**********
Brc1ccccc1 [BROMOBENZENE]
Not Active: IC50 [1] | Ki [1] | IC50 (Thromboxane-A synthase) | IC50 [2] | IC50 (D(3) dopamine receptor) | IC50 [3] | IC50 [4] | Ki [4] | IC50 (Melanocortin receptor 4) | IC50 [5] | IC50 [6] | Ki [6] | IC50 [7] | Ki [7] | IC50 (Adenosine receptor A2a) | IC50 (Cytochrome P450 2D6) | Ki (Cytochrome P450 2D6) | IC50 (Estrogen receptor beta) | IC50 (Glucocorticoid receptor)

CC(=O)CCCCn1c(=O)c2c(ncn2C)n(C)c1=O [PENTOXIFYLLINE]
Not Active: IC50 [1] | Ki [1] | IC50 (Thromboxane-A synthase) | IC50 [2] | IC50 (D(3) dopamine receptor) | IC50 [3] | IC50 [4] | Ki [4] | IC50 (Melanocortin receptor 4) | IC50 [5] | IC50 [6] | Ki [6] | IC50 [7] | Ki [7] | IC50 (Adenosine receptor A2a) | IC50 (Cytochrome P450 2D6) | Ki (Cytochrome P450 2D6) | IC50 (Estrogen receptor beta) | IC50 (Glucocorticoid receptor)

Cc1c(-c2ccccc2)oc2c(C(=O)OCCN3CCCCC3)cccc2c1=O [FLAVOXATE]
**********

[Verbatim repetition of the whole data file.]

Brc1ccccc1 [BROMOBENZENE]
Not Active: IC50 [1] | Ki [1] | IC50 (Thromboxane-A synthase) | IC50 [2] | IC50 (D(3) dopamine receptor) | IC50 [3] | IC50 [4] | Ki [4] | IC50 (Melanocortin receptor 4) | IC50 [5] | IC50 [6] | Ki [6] | IC50 [7] | Ki [7] | IC50 (Adenosine receptor A2a) | IC50 (Cytochrome P450 2D6) | Ki (Cytochrome P450 2D6) | IC50 (Estrogen receptor beta) | IC50 (Glucocorticoid receptor)

CC(=O)CCCCn1c(=O)c2c(ncn2C)n(C)c1=O [PENTOXIFYLLINE]
Not Active: IC50 [1] | Ki [1] | IC50 (Thromboxane-A synthase) | IC50 [2] | IC50 (D(3) dopamine receptor) | IC50 [3] | IC50 [4] | Ki [4] | IC50 (Melanocortin receptor 4) | IC50 [5] | IC50 [6] | Ki [6] | IC50 [7] | Ki [7] | IC50 (Adenosine receptor A2a) | IC50 (Cytochrome P450 2D6) | Ki (Cytochrome P450 2D6) | IC50 (Estrogen receptor beta) | IC50 (Glucocorticoid receptor)

Cc1c(-c2ccccc2)oc2c(C(=O)OCCN3CCCCC3)cccc2c1=O [FLAVOXATE]